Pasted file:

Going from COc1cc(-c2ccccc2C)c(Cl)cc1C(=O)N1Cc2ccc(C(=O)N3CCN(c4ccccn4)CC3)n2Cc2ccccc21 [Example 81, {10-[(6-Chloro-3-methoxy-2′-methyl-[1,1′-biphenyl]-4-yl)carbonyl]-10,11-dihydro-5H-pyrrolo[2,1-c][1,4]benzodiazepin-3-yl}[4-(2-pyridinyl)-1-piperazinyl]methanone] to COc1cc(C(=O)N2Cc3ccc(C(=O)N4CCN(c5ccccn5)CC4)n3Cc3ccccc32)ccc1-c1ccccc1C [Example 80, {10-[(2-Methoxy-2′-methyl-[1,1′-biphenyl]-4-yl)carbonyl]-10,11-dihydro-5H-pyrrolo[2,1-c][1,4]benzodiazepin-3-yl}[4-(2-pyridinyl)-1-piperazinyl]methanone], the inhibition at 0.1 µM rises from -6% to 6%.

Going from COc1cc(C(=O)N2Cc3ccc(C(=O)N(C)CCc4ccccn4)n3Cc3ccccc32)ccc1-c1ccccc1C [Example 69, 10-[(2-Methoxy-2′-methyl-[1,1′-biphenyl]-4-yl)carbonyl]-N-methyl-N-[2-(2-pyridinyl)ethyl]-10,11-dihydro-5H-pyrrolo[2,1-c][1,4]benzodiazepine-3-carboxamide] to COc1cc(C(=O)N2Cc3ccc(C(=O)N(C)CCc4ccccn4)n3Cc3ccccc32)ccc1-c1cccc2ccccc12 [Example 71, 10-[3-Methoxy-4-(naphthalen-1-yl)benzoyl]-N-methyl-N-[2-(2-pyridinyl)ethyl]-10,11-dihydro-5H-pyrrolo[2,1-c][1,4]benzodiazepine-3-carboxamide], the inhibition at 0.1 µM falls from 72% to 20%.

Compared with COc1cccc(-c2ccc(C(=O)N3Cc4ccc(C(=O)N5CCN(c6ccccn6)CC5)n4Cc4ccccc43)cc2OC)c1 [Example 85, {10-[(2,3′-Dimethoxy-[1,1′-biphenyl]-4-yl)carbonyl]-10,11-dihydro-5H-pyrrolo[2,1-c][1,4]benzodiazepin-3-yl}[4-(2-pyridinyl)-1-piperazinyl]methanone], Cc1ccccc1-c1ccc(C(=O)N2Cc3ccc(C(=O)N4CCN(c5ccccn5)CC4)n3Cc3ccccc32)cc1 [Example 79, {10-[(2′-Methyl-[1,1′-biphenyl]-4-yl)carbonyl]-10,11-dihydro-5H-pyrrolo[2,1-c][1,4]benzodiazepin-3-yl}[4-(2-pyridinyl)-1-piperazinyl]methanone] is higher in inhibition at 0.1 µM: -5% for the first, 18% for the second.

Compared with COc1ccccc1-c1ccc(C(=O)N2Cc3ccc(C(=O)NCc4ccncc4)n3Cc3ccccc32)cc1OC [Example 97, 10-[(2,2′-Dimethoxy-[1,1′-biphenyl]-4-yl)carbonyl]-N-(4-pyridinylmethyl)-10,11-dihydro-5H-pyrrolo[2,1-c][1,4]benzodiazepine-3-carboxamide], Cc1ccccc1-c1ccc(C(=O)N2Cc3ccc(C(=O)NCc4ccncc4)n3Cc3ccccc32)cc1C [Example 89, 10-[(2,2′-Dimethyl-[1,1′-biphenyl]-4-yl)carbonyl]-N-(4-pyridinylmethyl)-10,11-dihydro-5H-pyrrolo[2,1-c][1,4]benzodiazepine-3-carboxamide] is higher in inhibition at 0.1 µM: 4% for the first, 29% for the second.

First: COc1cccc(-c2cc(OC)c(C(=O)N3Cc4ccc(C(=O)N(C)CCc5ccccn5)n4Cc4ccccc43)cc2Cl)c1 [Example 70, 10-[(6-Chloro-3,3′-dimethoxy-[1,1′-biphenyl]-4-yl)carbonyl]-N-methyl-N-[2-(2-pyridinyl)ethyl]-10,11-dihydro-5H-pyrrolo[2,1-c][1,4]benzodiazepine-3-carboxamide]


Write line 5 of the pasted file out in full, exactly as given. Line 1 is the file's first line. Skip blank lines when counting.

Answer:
First: COc1cccc(-c2cc(OC)c(C(=O)N3Cc4ccc(C(=O)N(C)CCc5ccccn5)n4Cc4ccccc43)cc2Cl)c1 [Example 70, 10-[(6-Chloro-3,3′-dimethoxy-[1,1′-biphenyl]-4-yl)carbonyl]-N-methyl-N-[2-(2-pyridinyl)ethyl]-10,11-dihydro-5H-pyrrolo[2,1-c][1,4]benzodiazepine-3-carboxamide]